Since June 2014, when Islamic State attacked northern Iraq, the desks at Mar Ephrem seminary in Hamdaniya, a city 18 miles southeast of Mosul, have stood empty. Today, they are dusty and rooms once teeming with priests and nuns in training are dark; student ID cards, with titles such as ‘Syrian Catholic: Parish of Bashiqa, Iraq’, litter the floor and a statue of the Virgin Mary lies smashed. Now, Isis are gone. But in their wake an eerie quiet remains and the path of destruction is a visible reminder of their legacy, with thousands of houses destroyed in the fierce battle to retake the city last October. And for the Christians who live in Hamdaniya, the question remains: will they ever be able to return to the place they have called home for thousands of years?
Before Isis came, Hamdaniya (also known as Qaraqosh and Bakhdida, the Turkish and Assyrian names for the same place, by locals) was the largest Christian city in Iraq. It formed part of a mosaic of communities stretching across the Nineveh plains to Mount Sinjar near the Syrian border. Hundreds of thousands of Yazidis and Christians, and members of smaller local sects such as the Kakai, also lived there. Isis systematically sought to exterminate and cleanse these groups, and when its fighters arrived, the Islamists expelled Christians from Mosul. Those who left were among the lucky ones: in Sinjar, thirty mass graves of Yazidi men and women executed in August 2014 have been found by Kurdish Peshmerga who liberated the areas. Thousands of women sold into slavery by Isis are still missing and around 450,000 Yazidis are living in internally displaced persons camps. Yet with Isis gone, the prospect of returning home for many of those forced to flee remains distant. The areas they used to live in Sinjar often lack electricity, schools and hospitals; much-needed international aid is nowhere to be seen. While for many, the continued conflict with Isis on the borders of their region makes life insecure.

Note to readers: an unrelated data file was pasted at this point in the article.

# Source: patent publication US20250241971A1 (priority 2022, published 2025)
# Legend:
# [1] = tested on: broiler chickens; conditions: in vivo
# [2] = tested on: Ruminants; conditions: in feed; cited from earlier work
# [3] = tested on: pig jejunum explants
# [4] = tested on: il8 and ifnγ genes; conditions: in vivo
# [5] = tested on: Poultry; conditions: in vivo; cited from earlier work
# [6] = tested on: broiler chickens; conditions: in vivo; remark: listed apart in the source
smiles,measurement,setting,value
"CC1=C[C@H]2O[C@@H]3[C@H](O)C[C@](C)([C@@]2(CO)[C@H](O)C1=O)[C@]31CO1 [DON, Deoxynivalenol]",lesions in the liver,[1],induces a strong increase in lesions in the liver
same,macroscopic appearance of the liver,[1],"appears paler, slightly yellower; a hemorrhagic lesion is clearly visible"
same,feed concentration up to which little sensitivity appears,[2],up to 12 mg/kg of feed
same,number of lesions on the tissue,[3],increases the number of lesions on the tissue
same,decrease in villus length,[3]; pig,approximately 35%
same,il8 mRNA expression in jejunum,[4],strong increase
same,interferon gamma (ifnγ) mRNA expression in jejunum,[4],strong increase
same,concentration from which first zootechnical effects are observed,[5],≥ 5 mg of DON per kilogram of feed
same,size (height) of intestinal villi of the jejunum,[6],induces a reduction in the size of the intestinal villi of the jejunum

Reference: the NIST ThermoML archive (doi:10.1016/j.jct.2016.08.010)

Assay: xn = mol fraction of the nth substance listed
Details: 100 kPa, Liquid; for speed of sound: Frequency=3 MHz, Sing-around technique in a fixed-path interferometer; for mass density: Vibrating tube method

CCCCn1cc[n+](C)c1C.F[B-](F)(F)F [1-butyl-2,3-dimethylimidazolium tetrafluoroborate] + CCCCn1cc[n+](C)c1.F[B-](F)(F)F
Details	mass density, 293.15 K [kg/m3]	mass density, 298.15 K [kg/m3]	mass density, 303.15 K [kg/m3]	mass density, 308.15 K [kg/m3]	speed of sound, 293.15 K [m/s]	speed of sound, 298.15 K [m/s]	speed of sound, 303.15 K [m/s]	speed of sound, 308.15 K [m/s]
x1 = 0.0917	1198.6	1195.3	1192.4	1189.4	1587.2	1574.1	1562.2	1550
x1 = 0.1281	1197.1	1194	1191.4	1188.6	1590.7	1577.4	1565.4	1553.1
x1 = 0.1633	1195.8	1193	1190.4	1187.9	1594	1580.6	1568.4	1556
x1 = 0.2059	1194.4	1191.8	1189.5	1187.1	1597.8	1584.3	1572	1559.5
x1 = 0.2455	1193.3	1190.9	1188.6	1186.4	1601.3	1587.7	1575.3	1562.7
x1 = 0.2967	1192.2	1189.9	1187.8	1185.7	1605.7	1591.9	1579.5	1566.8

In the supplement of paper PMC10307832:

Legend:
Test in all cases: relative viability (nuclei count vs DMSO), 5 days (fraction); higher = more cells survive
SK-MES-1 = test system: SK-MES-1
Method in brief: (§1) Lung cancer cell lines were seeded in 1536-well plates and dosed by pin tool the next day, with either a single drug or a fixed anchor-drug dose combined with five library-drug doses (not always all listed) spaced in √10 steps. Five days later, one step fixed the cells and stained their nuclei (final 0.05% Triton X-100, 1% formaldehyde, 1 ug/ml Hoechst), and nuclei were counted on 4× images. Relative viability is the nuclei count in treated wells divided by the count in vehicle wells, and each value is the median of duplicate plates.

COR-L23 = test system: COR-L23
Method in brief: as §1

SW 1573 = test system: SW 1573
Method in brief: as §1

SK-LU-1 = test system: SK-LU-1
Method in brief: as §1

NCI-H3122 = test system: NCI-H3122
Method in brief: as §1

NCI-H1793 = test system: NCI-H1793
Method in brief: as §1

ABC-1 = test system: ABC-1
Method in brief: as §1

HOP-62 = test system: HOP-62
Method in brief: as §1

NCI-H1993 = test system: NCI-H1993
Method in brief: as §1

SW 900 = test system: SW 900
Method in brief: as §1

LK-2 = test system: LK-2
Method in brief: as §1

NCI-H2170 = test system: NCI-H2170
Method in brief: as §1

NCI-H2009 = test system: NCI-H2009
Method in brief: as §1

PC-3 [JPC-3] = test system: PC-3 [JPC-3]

Having travelled to Iraq half a dozen times in the last two years, I’ve seen how communities are desperately trying to reconstruct and move on. The current reality is not reassuring. Across Nineveh plains, the Iraqi army and Kurdish Peshmerga have liberated communities but the Isis zealots left behind them a swath of destruction. They tunnelled under houses and through walls during two years of occupation. They blew up holy shrines, and built bomb factories in church buildings, hoping it would hide them from coalition airstrikes. They burned businesses and planted IEDs to kill civilians who return.
For local Christians, the damage is particularly devastating. Near Karemlesh, two ancient holy graves have been left ransacked during the war. In March 2015, Isis blew up a 10th century monastery in Mosul and the 4th century Mar Bahnam monastery south of the city. Isis also destroyed the 3,300 year old ancient city of Nimrud, which was once capital of the Assyrian empire. Their reign in this region was brief, but the damage the Islamists inflicted on precious artefacts of history is permanent. Austen Henry Layard, the 19th British century traveller and archaeologist who explored Nimrud in the 1840s wrote that the site was so large ‘there is enough to fill twenty museums’. He shipped some artefacts back which form the basis of exhibits at the British Museum. But now, many of the artefacts that were left in place are gone: the archaeology from Nimrud preserved in world museums serves as a reminder of what has been lost forever.
Despite the damage, locals are keen to return – but those that do remain in the minority. Some Christians joined a local militia during the war named the Nineveh Plains Protection Units which guards the Christian towns. ‘Maybe 15-20 per cent will come back, most are waiting for immigration, there is no water of electricity here’, Anis Khader, a member of the militia told me. In the churches that were burned and ransacked by Isis, the Christians have put up new posters of Jesus, but the desecrations remain and can’t be easily disguised. In one church, a wooden cutout of the Virgin Mary has been beheaded. A monument for St. George also had its head cut off, while crosses have been prised from the walls.
Matti Rafo, a local Christian born in 1957, says the area has witnessed the worst destruction since the Persian invasion of 1743. At the church of St. George he bent to enter an old mud and brick shrine, uncovering ancient markings of a rare sanctuary that Isis had left untouched. The timeless building had seen assaults in the past and people had returned and rebuilt it. Can today’s Iraqis do the same? Or will the churches of Nineveh now fade into history?